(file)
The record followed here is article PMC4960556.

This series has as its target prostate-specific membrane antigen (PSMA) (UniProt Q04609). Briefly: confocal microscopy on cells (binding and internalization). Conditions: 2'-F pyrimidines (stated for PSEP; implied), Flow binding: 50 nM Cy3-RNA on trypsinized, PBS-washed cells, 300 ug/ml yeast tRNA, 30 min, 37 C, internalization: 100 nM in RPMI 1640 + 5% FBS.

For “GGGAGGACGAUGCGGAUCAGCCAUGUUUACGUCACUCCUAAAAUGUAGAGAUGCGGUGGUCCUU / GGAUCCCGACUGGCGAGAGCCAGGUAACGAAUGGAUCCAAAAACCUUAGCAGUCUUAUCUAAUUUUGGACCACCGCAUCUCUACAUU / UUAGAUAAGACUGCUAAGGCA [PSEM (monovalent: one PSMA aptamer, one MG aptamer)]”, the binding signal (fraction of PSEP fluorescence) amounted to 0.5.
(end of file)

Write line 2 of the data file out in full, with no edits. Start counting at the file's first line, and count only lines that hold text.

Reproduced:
This series has as its target prostate-specific membrane antigen (PSMA) (UniProt Q04609). Briefly: confocal microscopy on cells (binding and internalization). Conditions: 2'-F pyrimidines (stated for PSEP; implied), Flow binding: 50 nM Cy3-RNA on trypsinized, PBS-washed cells, 300 ug/ml yeast tRNA, 30 min, 37 C, internalization: 100 nM in RPMI 1640 + 5% FBS.